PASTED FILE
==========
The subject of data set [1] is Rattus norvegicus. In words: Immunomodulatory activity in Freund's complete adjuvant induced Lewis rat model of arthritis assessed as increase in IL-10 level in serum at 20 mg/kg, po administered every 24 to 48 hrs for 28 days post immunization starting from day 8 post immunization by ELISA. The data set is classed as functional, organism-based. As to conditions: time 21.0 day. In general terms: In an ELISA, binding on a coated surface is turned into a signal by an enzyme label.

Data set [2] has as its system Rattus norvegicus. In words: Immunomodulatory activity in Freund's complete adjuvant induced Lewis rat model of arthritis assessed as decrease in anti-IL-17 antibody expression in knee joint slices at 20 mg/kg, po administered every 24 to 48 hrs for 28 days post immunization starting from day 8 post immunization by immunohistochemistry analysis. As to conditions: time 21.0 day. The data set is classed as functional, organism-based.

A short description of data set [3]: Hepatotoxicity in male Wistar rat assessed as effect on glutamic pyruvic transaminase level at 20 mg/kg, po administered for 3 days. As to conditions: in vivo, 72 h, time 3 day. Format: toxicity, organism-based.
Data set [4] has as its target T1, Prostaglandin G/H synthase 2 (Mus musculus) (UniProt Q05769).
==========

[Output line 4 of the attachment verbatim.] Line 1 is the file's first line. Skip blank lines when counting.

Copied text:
Data set [4] has as its target T1, Prostaglandin G/H synthase 2 (Mus musculus) (UniProt Q05769).